by Ankita Goje
I (Ankita Goje) completed M.Tech (structural engineering) in 2012 and was looking forward to settle down. Like every other girl, since my childhood, I always loved to dream of my marriage. I dreamt of the nine yards saree that I would wear on my wedding day, the matching jewellery and ofcourse a caring husband beside me. But, at the same time, my father was always worried about my marriage.
He worried of my white patches. These white patches are known as leucoderma (vitiligo). These are irregular white de-pigmented patches that develop on skin. He knew how insensitively our society behaves towards a person who is suffering from Vitiligo, educated or not! A black spot on white skin is appreciated but not white spot on black skin. These patches had ruined many marriages, shattered many hearts and broke many engagements, one of them being my own engagement.
Soon after my MTech, my marriage was fixed with a doctor. My father believed the boy being a doctor would certainly understand my condition. I was on cloud nine, as if a fairy tale come true. Just a couple of months and the wedding date was fixed. But to my dismay, he turned out to be a different person. I was often abused with vulgar words. I was labeled with filthy names. Every now and then he showed me as if he was doing a favour on me by marrying a girl like me.
I just wanted his love, care, and attention. But with every phone call I feared what new words are stored in his dictionary. I was losing my confidence, my self-respect. Just ten days ahead n my wedding day was approaching. All the shopping, hall decorations were done and booked. Invitation cards were posted to relatives. But I decided to take a stand, speak up and call off the wedding. I am blessed with great parents who supported me.
But then, it’s the society that brings more betrayal and disappointments. Many left me half way, many turned away when I needed them. According to them, it is very natural that a boy will lose interest in a girl like me because I have patches. People felt pity for the boy. My identity was being lost. I was shunned and abandoned only because of white patch. My external beauty was being judged neglecting my purity of heart. I was questioned, criticized, blamed, and taunted. Life seemed to be silent like a graveyard. It was a mental torture. Stigma was attached, a girl with broken engagement because of her patches. All I could do is, pick up my broken pieces, not look back and walk away. I avoided social gatherings and started staying aloof.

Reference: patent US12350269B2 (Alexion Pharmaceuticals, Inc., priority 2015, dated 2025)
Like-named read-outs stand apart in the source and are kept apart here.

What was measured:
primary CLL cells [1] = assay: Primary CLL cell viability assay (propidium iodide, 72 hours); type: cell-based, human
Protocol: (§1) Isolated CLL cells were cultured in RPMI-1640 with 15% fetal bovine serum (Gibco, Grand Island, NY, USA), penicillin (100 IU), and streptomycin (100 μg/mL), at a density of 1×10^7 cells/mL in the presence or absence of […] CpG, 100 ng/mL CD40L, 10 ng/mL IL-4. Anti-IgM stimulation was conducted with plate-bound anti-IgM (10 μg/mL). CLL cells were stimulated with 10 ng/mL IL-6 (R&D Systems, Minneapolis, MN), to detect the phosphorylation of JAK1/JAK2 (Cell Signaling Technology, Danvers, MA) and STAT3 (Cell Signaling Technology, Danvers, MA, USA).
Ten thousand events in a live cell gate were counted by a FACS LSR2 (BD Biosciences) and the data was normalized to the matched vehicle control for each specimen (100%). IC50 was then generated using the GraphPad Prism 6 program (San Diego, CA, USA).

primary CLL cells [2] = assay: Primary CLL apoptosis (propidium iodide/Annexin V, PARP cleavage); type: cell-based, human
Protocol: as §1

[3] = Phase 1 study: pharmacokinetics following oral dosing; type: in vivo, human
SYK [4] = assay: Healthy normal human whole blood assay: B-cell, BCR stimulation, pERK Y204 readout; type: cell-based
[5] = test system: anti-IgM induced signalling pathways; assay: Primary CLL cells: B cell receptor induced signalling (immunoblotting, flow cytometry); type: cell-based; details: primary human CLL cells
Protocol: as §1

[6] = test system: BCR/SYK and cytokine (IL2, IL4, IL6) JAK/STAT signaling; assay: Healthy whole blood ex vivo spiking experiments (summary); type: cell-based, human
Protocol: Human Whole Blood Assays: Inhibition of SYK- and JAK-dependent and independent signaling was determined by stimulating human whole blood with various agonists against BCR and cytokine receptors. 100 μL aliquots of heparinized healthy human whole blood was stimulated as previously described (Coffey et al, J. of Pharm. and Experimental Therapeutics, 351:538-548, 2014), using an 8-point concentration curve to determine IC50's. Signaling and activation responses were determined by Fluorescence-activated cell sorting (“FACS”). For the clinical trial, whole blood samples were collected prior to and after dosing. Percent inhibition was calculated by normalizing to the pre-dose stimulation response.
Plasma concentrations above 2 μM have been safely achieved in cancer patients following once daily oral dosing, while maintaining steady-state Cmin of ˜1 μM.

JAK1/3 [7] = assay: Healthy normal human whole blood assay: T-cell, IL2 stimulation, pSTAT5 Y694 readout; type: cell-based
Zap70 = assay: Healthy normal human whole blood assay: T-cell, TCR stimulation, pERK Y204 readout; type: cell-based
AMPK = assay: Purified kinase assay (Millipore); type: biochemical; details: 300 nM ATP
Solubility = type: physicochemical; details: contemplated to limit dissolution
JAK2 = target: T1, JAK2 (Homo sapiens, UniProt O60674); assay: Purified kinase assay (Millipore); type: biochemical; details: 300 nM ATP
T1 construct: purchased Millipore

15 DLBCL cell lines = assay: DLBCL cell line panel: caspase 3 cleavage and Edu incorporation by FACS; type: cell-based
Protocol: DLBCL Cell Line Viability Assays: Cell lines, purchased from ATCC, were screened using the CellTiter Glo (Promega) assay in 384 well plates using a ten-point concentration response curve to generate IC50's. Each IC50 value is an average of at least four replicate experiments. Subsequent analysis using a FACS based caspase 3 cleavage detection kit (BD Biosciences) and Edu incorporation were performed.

But God had some other plans for me. Three months later, one girl approached me. She was his girlfriend and was pregnant from him. He denied accepting her because she belonged from a class that society categorizes as lower category. She was abandoned by her family as the society cannot accept an unmarried pregnant woman; for they believe it is solely the fault of the woman. She was helpless and lonely. I decided to help her. It took us one month to register an FIR (First Information Report). He was soon arrested. Charge sheets prepared, then the court proceedings. People now believed me, it was not my patches but a wrong person that led me to quit the wedding. After four long awaited years, a fair justice was done with the judgement being in our favour. It was a long struggle. A struggle for self respect, self esteem and most importantly a struggle against the stereotypes and stigma attached with my patches.
I am no longer the naive Ankita now. I have my own goals and dream, a dream to join Civil Services, so that I can serve as many women, downtrodden and helpless people in the society. God has been very kind to me and He shall definitely help me reach my destination. I have an excellent family and friends who trust me and will not hesitate to help me if I am in trouble. Their unconditional love has never made me think of myself as blemished. I am not dependent on anyone for emotional or financial support and that has given me enormous strength. I am now ready to face the world, determined to stand on my feet and build a new life for myself
But today at this point of my life, I have a question to all of you. Do the patches really matter to have a happy married life? What is the guarantee that it cannot be develop to any normal human at any stage? Why are we categorized and prejudiced? Does the external beauty define the real beauty of a woman? We think we know all about beauty, but we fail to understand that external beauty is just short lived. Even the most beautiful people change as they grow older. But the beauty of an individual’s nature is permanent. One’s Beauty is seen in one’s nature. A compassionate, caring and understanding person should always be cherished and honoured.
We would like to salute to the courage shown by Ankita and her parents who have supported her in her wise decision. We wish this brave girl a life full of success and glory.